While 79% of schools nationwide have at least a part-time librarian on staff, the situation in America’s biggest cities is much less encouraging. Some of the lowest numbers come from LA and New York, where you’ll only find a librarian in one out of every three schools. But no major city is struggling quite as much as we are in Philadelphia, where only 7% of schools had a librarian on staff last year and, of those, none were paid for by the school district.
Evidence abounds about the benefits of school libraries for literacy development, particularly for at-risk children. While wealthy students have books and technology at home and can travel safely to their local public libraries, kids from low-income homes have no such guarantees. Their school library becomes the place to access the internet, find information, and conduct research. For many of them, it will also be the place where they discover what it means to read for pleasure. Outside the confines of the classroom, students are free to follow their curiosity and direct their own learning. They can collaborate with others on shared reading or find a quiet space to read on their own. Of course, this has proven effects on their reading level, but those of us who love to read know that finding oneself and others in books does so much more. When surveyed, teachers in WePAC’s partner schools say again and again that one of the best things about having access to he library is the sheer number of books students can choose from and their own joy in selecting a book to take home each week.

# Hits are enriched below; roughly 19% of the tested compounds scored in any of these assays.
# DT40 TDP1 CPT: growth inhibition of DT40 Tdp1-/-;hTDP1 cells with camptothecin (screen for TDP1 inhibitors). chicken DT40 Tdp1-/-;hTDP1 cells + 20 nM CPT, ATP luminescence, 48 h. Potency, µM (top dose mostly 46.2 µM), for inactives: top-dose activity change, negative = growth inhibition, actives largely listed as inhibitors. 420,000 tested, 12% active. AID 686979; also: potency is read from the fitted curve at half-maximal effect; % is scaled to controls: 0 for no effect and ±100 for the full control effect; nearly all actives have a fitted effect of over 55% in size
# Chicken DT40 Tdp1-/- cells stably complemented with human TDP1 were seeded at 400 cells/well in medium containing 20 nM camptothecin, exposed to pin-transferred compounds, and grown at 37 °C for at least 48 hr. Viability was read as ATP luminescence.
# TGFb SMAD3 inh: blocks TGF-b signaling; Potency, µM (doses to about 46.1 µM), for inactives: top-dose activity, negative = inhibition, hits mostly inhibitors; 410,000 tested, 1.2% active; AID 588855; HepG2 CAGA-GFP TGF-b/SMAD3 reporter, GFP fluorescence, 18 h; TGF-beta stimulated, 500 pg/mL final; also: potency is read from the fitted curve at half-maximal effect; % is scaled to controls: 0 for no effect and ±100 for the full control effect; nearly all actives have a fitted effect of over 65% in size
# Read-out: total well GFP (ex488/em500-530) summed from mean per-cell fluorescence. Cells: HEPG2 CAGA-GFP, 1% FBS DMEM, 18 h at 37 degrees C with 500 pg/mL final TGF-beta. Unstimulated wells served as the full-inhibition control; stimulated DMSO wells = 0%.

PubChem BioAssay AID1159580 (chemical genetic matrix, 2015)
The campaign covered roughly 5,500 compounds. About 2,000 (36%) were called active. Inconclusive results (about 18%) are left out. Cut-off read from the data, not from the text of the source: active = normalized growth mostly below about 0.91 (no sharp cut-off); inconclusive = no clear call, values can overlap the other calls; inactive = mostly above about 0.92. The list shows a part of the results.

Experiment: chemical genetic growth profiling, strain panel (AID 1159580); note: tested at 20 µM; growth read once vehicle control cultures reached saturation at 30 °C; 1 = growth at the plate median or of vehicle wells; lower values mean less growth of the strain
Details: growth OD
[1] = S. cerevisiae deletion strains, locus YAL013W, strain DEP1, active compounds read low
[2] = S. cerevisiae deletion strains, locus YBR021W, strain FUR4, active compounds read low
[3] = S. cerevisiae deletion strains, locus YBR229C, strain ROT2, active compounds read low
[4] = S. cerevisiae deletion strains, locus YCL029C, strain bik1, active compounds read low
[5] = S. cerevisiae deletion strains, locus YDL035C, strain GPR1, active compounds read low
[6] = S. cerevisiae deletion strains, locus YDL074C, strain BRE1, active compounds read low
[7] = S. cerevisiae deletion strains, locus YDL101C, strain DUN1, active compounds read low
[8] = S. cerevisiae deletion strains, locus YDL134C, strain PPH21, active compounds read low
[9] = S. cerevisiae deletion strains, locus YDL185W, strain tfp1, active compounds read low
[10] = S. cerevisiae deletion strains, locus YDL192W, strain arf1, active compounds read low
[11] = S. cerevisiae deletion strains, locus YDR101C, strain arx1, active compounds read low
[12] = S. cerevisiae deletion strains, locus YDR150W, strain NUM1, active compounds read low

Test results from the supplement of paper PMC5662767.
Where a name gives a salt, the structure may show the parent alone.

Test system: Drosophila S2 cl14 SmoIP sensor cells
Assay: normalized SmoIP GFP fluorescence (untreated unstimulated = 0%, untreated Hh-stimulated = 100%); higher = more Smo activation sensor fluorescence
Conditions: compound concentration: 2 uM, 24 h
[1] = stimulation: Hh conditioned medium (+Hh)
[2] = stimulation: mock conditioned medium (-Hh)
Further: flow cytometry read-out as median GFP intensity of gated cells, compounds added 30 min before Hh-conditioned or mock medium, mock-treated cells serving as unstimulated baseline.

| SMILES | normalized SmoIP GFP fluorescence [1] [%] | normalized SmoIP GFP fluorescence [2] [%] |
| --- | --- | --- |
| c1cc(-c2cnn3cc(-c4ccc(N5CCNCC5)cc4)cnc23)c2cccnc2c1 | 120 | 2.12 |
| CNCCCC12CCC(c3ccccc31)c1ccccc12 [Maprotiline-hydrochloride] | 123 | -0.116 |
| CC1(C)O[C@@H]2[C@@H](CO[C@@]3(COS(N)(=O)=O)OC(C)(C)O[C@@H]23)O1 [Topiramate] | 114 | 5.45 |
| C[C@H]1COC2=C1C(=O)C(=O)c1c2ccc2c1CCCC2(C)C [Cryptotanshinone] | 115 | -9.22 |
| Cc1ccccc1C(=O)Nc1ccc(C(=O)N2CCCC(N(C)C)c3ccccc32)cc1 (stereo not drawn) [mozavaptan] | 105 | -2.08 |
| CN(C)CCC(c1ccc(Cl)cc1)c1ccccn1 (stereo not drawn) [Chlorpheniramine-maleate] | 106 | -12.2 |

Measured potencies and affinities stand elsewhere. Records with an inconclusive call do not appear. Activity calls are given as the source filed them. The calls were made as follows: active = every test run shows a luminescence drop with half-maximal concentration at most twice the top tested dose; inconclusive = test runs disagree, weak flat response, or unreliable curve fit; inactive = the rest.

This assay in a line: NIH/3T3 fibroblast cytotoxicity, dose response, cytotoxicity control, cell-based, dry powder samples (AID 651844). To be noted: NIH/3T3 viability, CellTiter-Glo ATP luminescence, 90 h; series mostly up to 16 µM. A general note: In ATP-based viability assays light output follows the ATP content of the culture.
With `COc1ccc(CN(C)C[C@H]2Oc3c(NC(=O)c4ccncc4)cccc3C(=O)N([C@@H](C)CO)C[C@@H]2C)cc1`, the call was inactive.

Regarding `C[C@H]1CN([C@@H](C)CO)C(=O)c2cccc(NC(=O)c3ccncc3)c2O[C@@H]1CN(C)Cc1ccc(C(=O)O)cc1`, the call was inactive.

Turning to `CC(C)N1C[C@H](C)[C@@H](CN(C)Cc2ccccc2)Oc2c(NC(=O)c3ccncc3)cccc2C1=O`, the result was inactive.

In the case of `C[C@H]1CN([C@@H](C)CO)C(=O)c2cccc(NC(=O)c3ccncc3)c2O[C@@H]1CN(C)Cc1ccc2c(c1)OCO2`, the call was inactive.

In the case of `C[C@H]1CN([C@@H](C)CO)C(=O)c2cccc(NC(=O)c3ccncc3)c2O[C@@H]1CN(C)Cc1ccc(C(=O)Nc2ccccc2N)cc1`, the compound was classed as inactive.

In light of the national crisis facing school libraries, some cities are finding unique solutions. In Seattle, grants have allowed the public library program to partner with schools to extend materials and programming. In Worcester, Massachusetts, a city known for its significant immigrant population, an initiative is building community libraries within schools, where they serve to mitigate the impacts of cuts to both schools and the public library system. A similar partnership is working for at least one high school in Chicago, where a public library is also functioning as a central library for a high school.
Where partnerships like these aren’t feasible, organizations are working to refurbish library facilities or provide more books directly to kids. But something is lost when initiatives don’t staff these spaces with certified professionals; even in light of our increasing reliance on technology, librarians are essential to teach the “new literacies” required in the digital age. What it means to be literate is rapidly evolving, and we need libraries and librarians in our schools to anchor our kids and them navigate the shifting terrain.